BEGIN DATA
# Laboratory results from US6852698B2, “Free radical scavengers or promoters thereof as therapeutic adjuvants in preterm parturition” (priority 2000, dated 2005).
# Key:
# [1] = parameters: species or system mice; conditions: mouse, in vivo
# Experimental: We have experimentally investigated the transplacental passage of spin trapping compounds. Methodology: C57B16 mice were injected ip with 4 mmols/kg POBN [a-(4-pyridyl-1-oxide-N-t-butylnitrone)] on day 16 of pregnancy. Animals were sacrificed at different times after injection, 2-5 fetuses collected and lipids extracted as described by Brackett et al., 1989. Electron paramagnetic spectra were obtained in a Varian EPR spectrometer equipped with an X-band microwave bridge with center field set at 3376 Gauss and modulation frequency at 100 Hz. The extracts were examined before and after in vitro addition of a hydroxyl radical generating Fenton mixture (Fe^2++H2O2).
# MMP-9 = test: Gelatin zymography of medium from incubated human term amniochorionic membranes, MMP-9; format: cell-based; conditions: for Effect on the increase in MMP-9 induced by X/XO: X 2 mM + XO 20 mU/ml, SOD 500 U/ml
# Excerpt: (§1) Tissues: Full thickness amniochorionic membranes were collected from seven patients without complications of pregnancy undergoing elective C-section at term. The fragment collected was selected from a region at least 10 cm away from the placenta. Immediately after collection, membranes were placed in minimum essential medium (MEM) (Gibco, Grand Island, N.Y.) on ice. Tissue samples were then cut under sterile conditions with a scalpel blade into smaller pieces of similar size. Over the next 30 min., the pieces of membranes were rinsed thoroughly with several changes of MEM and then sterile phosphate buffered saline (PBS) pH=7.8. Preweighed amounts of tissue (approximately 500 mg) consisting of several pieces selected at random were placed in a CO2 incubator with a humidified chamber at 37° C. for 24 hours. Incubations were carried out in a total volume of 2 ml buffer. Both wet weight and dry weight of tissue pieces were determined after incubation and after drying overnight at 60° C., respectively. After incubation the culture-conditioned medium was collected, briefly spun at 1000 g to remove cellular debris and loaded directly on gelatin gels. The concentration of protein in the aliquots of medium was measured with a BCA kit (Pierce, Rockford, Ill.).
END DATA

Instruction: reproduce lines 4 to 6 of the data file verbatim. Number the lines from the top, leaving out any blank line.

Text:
# Experimental: We have experimentally investigated the transplacental passage of spin trapping compounds. Methodology: C57B16 mice were injected ip with 4 mmols/kg POBN [a-(4-pyridyl-1-oxide-N-t-butylnitrone)] on day 16 of pregnancy. Animals were sacrificed at different times after injection, 2-5 fetuses collected and lipids extracted as described by Brackett et al., 1989. Electron paramagnetic spectra were obtained in a Varian EPR spectrometer equipped with an X-band microwave bridge with center field set at 3376 Gauss and modulation frequency at 100 Hz. The extracts were examined before and after in vitro addition of a hydroxyl radical generating Fenton mixture (Fe^2++H2O2).
# MMP-9 = test: Gelatin zymography of medium from incubated human term amniochorionic membranes, MMP-9; format: cell-based; conditions: for Effect on the increase in MMP-9 induced by X/XO: X 2 mM + XO 20 mU/ml, SOD 500 U/ml
# Excerpt: (§1) Tissues: Full thickness amniochorionic membranes were collected from seven patients without complications of pregnancy undergoing elective C-section at term. The fragment collected was selected from a region at least 10 cm away from the placenta. Immediately after collection, membranes were placed in minimum essential medium (MEM) (Gibco, Grand Island, N.Y.) on ice. Tissue samples were then cut under sterile conditions with a scalpel blade into smaller pieces of similar size. Over the next 30 min., the pieces of membranes were rinsed thoroughly with several changes of MEM and then sterile phosphate buffered saline (PBS) pH=7.8. Preweighed amounts of tissue (approximately 500 mg) consisting of several pieces selected at random were placed in a CO2 incubator with a humidified chamber at 37° C. for 24 hours. Incubations were carried out in a total volume of 2 ml buffer. Both wet weight and dry weight of tissue pieces were determined after incubation and after drying overnight at 60° C., respectively. After incubation the culture-conditioned medium was collected, briefly spun at 1000 g to remove cellular debris and loaded directly on gelatin gels. The concentration of protein in the aliquots of medium was measured with a BCA kit (Pierce, Rockford, Ill.).